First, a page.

Earlier this year, we posted this forecast of the future landscape of the Internet in 10 years. Analysts frighteningly predicted that the nature of the Internet would be less open, with users having to pay more to view content and access information.
Last night, The New York Times reported that Google is close to closing a deal with Verizon Communications. This rumored deal could potentially kill net-neutrality, and bring the above mentioned forecast to reality.
According to a person briefed on the negotiations who did not want to be identified, a deal could be announced within days and would allow Verizon to prioritize Internet traffic.
TechCrunch gives an example:
If Site A want to pay Verizon $X so that it loads faster than Site B, Site B has two options: it could either pay Verizon $2X so that it loads faster, or it can be content with the fact that its rival just paid for better access to the same consumer base.
Google took to Twitter and posted this tweet today in response to this rumor.
@NYTimes is wrong. We’ve not had any convos with VZN about paying for carriage of our traffic. We remain committed to an open internet.”
Verizon has also addressed the rumor on their policy blog, saying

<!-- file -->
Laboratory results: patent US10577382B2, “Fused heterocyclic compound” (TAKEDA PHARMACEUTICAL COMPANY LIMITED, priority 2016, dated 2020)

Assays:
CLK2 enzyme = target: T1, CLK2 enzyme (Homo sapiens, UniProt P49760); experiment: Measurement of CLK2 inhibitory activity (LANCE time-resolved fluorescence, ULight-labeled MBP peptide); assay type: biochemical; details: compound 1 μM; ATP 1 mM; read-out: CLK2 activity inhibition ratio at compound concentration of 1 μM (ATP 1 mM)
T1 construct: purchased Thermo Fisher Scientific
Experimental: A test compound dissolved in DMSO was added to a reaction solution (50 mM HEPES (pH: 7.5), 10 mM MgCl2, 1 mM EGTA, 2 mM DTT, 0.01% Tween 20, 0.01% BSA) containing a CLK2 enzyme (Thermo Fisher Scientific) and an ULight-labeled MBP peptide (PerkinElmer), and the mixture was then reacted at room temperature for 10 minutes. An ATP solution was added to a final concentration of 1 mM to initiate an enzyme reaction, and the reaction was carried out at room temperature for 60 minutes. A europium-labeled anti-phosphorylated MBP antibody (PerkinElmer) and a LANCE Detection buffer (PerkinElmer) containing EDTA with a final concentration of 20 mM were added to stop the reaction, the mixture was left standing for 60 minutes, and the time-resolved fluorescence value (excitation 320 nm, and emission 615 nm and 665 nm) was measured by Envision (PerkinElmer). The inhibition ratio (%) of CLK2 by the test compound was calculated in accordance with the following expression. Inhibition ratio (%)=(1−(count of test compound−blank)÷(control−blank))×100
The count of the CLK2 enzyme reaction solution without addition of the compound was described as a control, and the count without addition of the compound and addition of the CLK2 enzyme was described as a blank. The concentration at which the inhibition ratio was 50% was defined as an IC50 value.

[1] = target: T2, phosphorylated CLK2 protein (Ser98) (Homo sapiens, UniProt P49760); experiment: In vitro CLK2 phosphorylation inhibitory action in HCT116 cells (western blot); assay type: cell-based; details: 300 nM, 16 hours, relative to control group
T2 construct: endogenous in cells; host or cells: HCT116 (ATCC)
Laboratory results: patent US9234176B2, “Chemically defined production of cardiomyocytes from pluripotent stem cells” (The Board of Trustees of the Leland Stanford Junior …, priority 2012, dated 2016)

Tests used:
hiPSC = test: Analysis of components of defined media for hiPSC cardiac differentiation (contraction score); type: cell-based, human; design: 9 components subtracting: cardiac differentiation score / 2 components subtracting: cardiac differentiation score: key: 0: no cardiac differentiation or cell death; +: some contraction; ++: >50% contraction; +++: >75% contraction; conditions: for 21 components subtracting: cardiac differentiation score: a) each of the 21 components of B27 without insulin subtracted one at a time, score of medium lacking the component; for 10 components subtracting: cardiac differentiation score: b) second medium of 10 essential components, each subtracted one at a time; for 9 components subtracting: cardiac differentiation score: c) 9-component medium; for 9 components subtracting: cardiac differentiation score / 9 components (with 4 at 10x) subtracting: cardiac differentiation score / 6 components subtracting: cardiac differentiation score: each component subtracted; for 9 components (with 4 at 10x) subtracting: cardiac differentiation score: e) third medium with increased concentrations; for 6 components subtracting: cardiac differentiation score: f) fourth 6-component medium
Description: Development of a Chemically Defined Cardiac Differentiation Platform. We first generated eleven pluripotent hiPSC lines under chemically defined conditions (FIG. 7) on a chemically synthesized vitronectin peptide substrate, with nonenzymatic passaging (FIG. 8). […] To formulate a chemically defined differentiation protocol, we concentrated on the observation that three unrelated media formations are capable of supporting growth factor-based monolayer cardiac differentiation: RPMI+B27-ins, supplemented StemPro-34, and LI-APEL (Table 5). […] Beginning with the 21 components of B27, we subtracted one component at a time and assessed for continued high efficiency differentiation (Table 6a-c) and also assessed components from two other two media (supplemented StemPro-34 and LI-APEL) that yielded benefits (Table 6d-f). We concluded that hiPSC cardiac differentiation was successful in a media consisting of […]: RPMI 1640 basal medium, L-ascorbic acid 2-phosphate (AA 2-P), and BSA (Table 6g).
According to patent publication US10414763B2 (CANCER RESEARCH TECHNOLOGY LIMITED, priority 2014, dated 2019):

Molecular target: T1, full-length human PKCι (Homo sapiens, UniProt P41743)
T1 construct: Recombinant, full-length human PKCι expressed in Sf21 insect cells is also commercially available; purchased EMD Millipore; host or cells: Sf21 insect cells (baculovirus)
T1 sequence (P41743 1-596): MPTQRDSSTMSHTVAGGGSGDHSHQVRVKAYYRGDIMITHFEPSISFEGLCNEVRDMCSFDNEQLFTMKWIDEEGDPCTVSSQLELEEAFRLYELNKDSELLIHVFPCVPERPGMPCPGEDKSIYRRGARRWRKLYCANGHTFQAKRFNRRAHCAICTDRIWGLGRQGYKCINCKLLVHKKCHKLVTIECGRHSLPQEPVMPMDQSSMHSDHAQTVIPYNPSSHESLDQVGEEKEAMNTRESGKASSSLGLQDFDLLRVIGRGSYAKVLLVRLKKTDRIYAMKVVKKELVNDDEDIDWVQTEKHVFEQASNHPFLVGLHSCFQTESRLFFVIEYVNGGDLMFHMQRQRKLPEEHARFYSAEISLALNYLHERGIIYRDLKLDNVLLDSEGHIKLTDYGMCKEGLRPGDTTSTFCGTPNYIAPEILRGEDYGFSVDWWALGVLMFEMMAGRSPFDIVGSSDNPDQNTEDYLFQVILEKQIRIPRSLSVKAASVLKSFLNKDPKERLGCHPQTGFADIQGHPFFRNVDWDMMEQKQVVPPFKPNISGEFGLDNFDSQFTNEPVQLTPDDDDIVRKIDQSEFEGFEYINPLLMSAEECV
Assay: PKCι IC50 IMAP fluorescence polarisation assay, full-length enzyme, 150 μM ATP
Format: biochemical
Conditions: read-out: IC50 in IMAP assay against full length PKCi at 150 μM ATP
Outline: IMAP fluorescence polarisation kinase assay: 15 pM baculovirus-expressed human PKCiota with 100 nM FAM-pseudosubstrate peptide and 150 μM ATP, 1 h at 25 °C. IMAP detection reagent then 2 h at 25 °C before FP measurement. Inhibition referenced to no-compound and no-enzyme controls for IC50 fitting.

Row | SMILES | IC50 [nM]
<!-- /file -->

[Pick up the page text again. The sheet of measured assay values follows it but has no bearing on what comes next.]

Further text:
The NYT article regarding conversations between Google and Verizon is mistaken. It fundamentally misunderstands our purpose. As we said in our earlier FCC filing, our goal is an Internet policy framework that ensures openness and accountability, and incorporates specific FCC authority, while maintaining investment and innovation. To suggest this is a business arrangement between our companies is entirely incorrect.”
So, unless you want to take the statements of an unnamed source regarding a huge deal between two major corporations that could potentially kill net neutrality and ultimately change the landscape of the Internet forever to heart (spoiler alert: you don’t), we advise to take this news with a grain of salt and set your browser to your trusted sources of tech news for the rest of the week for updates. AND BREATHE!